But when the leopard entered, they saw it was not their mother after all.

      In the evening, when the daughters were already in bed, the leopard gnawed at the little 
boy's bones which he had taken along.

      Then the daughters asked: "Mother, what are you eating?"

      "I am eating beets*," replied the leopard.
 Then the daughters said: "Mother, give us a bit of your beets too! We are so hungry."

      "No," replied the leopard, "I will not give you anything. Be quiet and go to sleep!"

      But the daughters kept on begging until the false mother gave them a little finger. Then the girls saw that it was their little brother's finger, and they said to one another: "Let's run away quick, otherwise she will eat us too."

      So they ran out of the house, climbed into a big tree that stood in the yard, and called to the false mother: "Come outside! We can see the neighbour's son celebrating his marriage." 

However, it was in the middle of the night.

      Then the mother came outside, and when she saw them sitting in the tree, she called angrily: "But I cannot climb!"

      Then they said: "Sit down in a basket and throw the rope up to us so we can pull you up!"

      The mother did as she was told. But as the basket was halfway, they swinged [sic]it to and fro and made it bump against the tree. Then the false mother had to change back into a leopard again, in order not to fall down. The leopard jumped out of the basket and went away.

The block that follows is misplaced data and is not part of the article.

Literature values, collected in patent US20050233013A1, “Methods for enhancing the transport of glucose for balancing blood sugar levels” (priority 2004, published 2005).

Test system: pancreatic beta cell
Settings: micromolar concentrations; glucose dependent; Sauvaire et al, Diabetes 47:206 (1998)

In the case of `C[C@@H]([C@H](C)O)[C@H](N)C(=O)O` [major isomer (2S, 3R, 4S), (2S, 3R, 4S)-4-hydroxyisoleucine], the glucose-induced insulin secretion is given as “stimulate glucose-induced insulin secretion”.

Gradually it became morning. The daughters climbed down, sat down in front of their door and cried for their mother. Then a seller of needles passed by and asked what they were crying for.

      "A leopard devoured our mother and brother," the girls said. "Now he is gone, but he will surely come back and eat us too."

      Then the seller of needles gave them some needles and said: "Stick them into the cushion on the chair, with the sharp ends turned up." The girls thanked him and kept on crying.

      Then a catcher of scorpions passed by and asked the girls what they were crying for.

      "A leopard devoured our mother and brother," the girls said. "Now he is gone, but he will surely come back and eat us too."

      Then he gave them a scorpion and said: "Put it behind the hearth in the kitchen!" The girls thanked him and kept on crying.

      Then a seller of eggs passed by and asked what they were crying for.

      "A leopard devoured our mother and brother," the girls said. "Now he is gone, but he will surely come back and eat us too."

      Then he gave them an egg and said: "Put it in the ashes underneath the hearth!" The girls thanked him and kept on crying.

      Then a tortoise merchant passed by, and they told their story again. Then he gave them a tortoise and said: "Put it in the water jar in the yard!"

      Then a man who sold cudgels passed by and asked what they were crying for. They told him their sad story. Then he gave them two wooden cudgels and said: "Hang these above the gate door!" The girls thanked him and did as they were told.

      When it became evening, the leopard came to their house. He sat down on the chair in the room, but the needles in the cushion stabbed him. Then he went into the kitchen to make a fire in order to see what had stabbed him, but his hand got stung by the scorpion. And when he finally had lighted the fire, the egg burst and got into his eyes, and blinded one of his eyes. Then he walked into the yard and put his hand in the water jar to cool it down. Then the tortoise bit off his hand. In great pain he ran out of the gate door into the street, when the wooden cudgels fell down on his head and beat him to death.

*In the translation entitled The Panther, it was turnips rather than beets.

Stay tuned next week for another  story from China entitled Grandmother Wolf.